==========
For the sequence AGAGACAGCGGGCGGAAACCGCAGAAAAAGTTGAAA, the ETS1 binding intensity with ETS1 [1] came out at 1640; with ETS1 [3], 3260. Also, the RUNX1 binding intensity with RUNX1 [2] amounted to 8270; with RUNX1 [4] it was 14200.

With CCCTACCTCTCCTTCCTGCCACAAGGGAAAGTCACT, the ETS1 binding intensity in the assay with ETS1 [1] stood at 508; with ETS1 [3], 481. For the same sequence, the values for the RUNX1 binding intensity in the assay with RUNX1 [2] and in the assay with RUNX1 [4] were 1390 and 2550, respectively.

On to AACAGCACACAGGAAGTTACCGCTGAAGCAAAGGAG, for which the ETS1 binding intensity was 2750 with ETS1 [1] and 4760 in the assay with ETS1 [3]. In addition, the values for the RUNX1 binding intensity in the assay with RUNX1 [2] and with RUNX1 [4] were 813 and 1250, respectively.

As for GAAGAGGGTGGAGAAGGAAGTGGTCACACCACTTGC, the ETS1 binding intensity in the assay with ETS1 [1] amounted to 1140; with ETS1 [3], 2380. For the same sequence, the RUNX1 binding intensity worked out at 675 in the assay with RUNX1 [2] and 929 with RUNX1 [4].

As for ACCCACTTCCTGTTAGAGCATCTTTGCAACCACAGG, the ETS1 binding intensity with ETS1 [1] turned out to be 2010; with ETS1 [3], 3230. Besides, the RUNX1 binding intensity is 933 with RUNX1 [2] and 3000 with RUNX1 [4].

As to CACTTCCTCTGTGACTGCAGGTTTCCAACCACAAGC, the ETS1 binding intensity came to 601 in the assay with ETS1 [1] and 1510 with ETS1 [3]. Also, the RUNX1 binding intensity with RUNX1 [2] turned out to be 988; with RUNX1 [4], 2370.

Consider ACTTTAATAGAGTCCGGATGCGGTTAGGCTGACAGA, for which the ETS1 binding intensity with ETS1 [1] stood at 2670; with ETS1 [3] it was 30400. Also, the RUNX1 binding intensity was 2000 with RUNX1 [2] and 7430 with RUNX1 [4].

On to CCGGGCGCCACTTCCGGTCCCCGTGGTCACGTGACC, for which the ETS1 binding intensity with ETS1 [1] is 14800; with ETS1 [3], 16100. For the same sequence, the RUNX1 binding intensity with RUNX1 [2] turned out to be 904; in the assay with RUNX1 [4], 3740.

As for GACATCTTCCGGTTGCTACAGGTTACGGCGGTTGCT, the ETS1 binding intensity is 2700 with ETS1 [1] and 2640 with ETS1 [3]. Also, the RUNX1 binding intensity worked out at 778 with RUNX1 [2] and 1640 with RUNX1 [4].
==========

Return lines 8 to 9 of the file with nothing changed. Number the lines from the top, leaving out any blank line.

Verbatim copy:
On to CCGGGCGCCACTTCCGGTCCCCGTGGTCACGTGACC, for which the ETS1 binding intensity with ETS1 [1] is 14800; with ETS1 [3], 16100. For the same sequence, the RUNX1 binding intensity with RUNX1 [2] turned out to be 904; in the assay with RUNX1 [4], 3740.

As for GACATCTTCCGGTTGCTACAGGTTACGGCGGTTGCT, the ETS1 binding intensity is 2700 with ETS1 [1] and 2640 with ETS1 [3]. Also, the RUNX1 binding intensity worked out at 778 with RUNX1 [2] and 1640 with RUNX1 [4].